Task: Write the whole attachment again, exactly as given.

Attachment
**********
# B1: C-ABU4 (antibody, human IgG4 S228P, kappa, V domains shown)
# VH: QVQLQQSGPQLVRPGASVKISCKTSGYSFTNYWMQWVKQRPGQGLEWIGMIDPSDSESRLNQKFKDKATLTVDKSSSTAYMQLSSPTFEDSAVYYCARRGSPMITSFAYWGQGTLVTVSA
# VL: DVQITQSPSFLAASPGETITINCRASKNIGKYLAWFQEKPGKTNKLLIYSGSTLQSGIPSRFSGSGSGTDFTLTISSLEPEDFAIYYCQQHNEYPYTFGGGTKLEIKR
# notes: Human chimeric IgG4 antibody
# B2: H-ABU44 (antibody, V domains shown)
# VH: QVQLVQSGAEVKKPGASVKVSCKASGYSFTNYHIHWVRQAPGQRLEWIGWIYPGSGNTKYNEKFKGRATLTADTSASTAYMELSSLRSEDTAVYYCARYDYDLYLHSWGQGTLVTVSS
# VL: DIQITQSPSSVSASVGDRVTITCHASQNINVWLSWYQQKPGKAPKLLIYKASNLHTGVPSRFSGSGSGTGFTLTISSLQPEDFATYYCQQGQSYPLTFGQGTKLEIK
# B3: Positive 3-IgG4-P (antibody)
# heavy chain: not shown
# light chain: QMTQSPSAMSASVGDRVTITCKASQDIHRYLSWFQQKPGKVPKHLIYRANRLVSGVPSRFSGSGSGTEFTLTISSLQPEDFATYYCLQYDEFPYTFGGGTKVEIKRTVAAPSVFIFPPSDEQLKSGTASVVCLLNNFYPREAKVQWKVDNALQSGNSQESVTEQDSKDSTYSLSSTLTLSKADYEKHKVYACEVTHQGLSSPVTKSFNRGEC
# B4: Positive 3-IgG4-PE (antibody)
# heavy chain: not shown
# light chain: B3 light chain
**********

# B1: C-ABU4 (antibody, human IgG4 S228P, kappa, V domains shown)
# VH: QVQLQQSGPQLVRPGASVKISCKTSGYSFTNYWMQWVKQRPGQGLEWIGMIDPSDSESRLNQKFKDKATLTVDKSSSTAYMQLSSPTFEDSAVYYCARRGSPMITSFAYWGQGTLVTVSA
# VL: DVQITQSPSFLAASPGETITINCRASKNIGKYLAWFQEKPGKTNKLLIYSGSTLQSGIPSRFSGSGSGTDFTLTISSLEPEDFAIYYCQQHNEYPYTFGGGTKLEIKR
# notes: Human chimeric IgG4 antibody
# B2: H-ABU44 (antibody, V domains shown)
# VH: QVQLVQSGAEVKKPGASVKVSCKASGYSFTNYHIHWVRQAPGQRLEWIGWIYPGSGNTKYNEKFKGRATLTADTSASTAYMELSSLRSEDTAVYYCARYDYDLYLHSWGQGTLVTVSS
# VL: DIQITQSPSSVSASVGDRVTITCHASQNINVWLSWYQQKPGKAPKLLIYKASNLHTGVPSRFSGSGSGTGFTLTISSLQPEDFATYYCQQGQSYPLTFGQGTKLEIK
# B3: Positive 3-IgG4-P (antibody)
# heavy chain: not shown
# light chain: QMTQSPSAMSASVGDRVTITCKASQDIHRYLSWFQQKPGKVPKHLIYRANRLVSGVPSRFSGSGSGTEFTLTISSLQPEDFATYYCLQYDEFPYTFGGGTKVEIKRTVAAPSVFIFPPSDEQLKSGTASVVCLLNNFYPREAKVQWKVDNALQSGNSQESVTEQDSKDSTYSLSSTLTLSKADYEKHKVYACEVTHQGLSSPVTKSFNRGEC
# B4: Positive 3-IgG4-PE (antibody)
# heavy chain: not shown
# light chain: B3 light chain